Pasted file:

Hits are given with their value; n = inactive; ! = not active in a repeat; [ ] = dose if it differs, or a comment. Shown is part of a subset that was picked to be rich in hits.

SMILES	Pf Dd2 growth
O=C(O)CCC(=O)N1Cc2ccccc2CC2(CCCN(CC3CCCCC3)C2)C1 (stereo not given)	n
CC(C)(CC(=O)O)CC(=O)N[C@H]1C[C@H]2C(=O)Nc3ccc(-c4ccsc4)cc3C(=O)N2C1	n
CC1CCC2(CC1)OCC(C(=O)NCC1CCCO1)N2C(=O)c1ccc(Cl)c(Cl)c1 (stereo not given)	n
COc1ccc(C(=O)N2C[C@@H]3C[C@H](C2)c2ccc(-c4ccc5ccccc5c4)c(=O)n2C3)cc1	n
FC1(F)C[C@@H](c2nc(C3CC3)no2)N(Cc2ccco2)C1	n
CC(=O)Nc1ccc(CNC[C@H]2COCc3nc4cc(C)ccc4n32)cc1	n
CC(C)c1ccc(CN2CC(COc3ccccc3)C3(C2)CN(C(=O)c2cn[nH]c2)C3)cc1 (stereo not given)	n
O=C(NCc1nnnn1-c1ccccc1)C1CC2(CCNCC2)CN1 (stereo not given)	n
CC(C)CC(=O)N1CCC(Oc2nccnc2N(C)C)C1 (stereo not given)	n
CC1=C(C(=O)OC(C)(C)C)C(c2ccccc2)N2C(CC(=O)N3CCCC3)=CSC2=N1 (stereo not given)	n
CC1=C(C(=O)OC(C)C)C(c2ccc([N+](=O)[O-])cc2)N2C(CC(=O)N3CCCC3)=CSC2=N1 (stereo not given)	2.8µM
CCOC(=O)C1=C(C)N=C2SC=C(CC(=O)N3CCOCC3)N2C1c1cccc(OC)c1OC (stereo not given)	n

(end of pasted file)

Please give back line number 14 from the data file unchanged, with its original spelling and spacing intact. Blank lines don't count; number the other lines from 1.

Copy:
CCOC(=O)C1=C(C)N=C2SC=C(CC(=O)N3CCOCC3)N2C1c1cccc(OC)c1OC (stereo not given)	n